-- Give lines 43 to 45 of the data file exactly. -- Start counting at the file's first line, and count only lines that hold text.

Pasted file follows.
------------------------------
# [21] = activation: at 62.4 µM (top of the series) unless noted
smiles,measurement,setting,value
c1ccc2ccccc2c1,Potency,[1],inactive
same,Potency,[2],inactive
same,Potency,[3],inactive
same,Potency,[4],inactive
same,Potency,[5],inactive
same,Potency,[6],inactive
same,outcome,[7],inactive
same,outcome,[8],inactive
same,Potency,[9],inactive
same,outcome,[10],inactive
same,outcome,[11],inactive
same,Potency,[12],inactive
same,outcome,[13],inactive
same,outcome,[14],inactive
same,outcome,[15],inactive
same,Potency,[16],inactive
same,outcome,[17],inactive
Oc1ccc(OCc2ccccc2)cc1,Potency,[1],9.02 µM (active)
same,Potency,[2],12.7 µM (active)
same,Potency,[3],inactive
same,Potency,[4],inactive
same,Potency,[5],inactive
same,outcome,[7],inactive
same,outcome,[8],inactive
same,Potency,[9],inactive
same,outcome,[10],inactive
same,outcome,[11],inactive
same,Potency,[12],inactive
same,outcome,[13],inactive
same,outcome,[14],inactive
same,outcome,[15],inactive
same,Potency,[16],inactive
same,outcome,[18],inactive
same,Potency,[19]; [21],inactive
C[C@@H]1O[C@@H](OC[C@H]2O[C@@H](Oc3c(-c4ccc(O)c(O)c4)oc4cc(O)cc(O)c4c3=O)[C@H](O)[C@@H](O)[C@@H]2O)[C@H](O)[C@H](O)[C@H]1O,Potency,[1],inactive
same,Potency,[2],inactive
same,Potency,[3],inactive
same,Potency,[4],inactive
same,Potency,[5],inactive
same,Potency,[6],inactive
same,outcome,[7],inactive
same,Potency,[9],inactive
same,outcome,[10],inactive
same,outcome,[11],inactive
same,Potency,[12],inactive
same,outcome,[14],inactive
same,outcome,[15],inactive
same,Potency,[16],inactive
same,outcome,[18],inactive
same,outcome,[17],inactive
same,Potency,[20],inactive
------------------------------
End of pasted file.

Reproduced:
same,outcome,[7],inactive
same,Potency,[9],inactive
same,outcome,[10],inactive